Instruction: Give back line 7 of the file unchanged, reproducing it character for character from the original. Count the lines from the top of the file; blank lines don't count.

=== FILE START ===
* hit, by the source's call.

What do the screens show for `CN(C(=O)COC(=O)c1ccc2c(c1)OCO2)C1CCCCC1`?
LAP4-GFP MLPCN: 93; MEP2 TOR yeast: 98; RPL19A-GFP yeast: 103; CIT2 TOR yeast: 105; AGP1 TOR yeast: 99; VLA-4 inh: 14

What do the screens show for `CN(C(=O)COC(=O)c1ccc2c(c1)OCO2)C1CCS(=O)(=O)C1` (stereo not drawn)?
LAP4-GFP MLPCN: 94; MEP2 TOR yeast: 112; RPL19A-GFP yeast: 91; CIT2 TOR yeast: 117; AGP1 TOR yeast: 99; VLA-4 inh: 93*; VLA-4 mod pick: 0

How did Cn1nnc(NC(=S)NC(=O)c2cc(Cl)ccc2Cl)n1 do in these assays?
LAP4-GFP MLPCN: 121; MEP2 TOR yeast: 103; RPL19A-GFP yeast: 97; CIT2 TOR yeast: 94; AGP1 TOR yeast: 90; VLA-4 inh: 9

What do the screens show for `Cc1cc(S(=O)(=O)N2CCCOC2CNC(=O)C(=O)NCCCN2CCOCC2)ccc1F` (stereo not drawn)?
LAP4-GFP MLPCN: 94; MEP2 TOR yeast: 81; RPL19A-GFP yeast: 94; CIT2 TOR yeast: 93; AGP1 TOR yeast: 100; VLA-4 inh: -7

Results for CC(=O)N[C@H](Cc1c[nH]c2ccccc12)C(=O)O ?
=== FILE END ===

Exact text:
LAP4-GFP MLPCN: 121; MEP2 TOR yeast: 103; RPL19A-GFP yeast: 97; CIT2 TOR yeast: 94; AGP1 TOR yeast: 90; VLA-4 inh: 9